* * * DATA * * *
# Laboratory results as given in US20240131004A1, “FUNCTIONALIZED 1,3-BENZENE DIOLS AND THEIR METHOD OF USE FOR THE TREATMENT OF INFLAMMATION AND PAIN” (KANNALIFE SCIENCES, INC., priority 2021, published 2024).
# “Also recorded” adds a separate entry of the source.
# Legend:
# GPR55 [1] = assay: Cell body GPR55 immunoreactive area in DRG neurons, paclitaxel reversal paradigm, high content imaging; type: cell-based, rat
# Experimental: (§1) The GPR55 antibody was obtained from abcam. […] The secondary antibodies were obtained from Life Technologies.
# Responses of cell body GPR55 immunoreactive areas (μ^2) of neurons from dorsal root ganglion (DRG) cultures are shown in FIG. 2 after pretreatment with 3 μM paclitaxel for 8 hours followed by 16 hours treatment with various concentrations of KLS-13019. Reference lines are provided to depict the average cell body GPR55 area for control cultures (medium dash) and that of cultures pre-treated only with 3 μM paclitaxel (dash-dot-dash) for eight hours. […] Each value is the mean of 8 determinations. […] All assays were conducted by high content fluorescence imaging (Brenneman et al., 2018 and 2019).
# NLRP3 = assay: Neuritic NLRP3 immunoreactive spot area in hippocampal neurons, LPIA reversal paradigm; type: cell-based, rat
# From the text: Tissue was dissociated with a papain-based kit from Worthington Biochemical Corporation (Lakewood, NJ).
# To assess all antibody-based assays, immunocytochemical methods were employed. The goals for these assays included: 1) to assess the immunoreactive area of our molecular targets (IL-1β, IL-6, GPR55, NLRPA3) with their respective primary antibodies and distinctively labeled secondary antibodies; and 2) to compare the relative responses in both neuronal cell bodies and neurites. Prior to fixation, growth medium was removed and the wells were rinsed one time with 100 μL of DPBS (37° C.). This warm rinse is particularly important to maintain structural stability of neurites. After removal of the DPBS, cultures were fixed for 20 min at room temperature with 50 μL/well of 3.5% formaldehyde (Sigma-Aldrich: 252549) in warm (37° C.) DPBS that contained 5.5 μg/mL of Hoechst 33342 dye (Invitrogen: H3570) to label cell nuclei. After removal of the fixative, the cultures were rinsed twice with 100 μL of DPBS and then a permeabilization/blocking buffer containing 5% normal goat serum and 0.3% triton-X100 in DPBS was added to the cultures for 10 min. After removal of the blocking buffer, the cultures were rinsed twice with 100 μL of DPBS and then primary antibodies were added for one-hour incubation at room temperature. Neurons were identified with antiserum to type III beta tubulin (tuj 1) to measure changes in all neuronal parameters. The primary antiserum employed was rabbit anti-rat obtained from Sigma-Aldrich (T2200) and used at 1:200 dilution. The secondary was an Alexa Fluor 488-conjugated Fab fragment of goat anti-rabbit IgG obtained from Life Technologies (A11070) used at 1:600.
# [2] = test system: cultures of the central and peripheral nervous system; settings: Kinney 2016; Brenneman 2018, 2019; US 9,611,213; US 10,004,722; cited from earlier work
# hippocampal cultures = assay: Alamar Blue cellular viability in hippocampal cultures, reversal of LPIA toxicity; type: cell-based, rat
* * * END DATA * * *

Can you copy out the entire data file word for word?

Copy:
# Laboratory results as given in US20240131004A1, “FUNCTIONALIZED 1,3-BENZENE DIOLS AND THEIR METHOD OF USE FOR THE TREATMENT OF INFLAMMATION AND PAIN” (KANNALIFE SCIENCES, INC., priority 2021, published 2024).
# “Also recorded” adds a separate entry of the source.
# Legend:
# GPR55 [1] = assay: Cell body GPR55 immunoreactive area in DRG neurons, paclitaxel reversal paradigm, high content imaging; type: cell-based, rat
# Experimental: (§1) The GPR55 antibody was obtained from abcam. […] The secondary antibodies were obtained from Life Technologies.
# Responses of cell body GPR55 immunoreactive areas (μ^2) of neurons from dorsal root ganglion (DRG) cultures are shown in FIG. 2 after pretreatment with 3 μM paclitaxel for 8 hours followed by 16 hours treatment with various concentrations of KLS-13019. Reference lines are provided to depict the average cell body GPR55 area for control cultures (medium dash) and that of cultures pre-treated only with 3 μM paclitaxel (dash-dot-dash) for eight hours. […] Each value is the mean of 8 determinations. […] All assays were conducted by high content fluorescence imaging (Brenneman et al., 2018 and 2019).
# NLRP3 = assay: Neuritic NLRP3 immunoreactive spot area in hippocampal neurons, LPIA reversal paradigm; type: cell-based, rat
# From the text: Tissue was dissociated with a papain-based kit from Worthington Biochemical Corporation (Lakewood, NJ).
# To assess all antibody-based assays, immunocytochemical methods were employed. The goals for these assays included: 1) to assess the immunoreactive area of our molecular targets (IL-1β, IL-6, GPR55, NLRPA3) with their respective primary antibodies and distinctively labeled secondary antibodies; and 2) to compare the relative responses in both neuronal cell bodies and neurites. Prior to fixation, growth medium was removed and the wells were rinsed one time with 100 μL of DPBS (37° C.). This warm rinse is particularly important to maintain structural stability of neurites. After removal of the DPBS, cultures were fixed for 20 min at room temperature with 50 μL/well of 3.5% formaldehyde (Sigma-Aldrich: 252549) in warm (37° C.) DPBS that contained 5.5 μg/mL of Hoechst 33342 dye (Invitrogen: H3570) to label cell nuclei. After removal of the fixative, the cultures were rinsed twice with 100 μL of DPBS and then a permeabilization/blocking buffer containing 5% normal goat serum and 0.3% triton-X100 in DPBS was added to the cultures for 10 min. After removal of the blocking buffer, the cultures were rinsed twice with 100 μL of DPBS and then primary antibodies were added for one-hour incubation at room temperature. Neurons were identified with antiserum to type III beta tubulin (tuj 1) to measure changes in all neuronal parameters. The primary antiserum employed was rabbit anti-rat obtained from Sigma-Aldrich (T2200) and used at 1:200 dilution. The secondary was an Alexa Fluor 488-conjugated Fab fragment of goat anti-rabbit IgG obtained from Life Technologies (A11070) used at 1:600.
# [2] = test system: cultures of the central and peripheral nervous system; settings: Kinney 2016; Brenneman 2018, 2019; US 9,611,213; US 10,004,722; cited from earlier work
# hippocampal cultures = assay: Alamar Blue cellular viability in hippocampal cultures, reversal of LPIA toxicity; type: cell-based, rat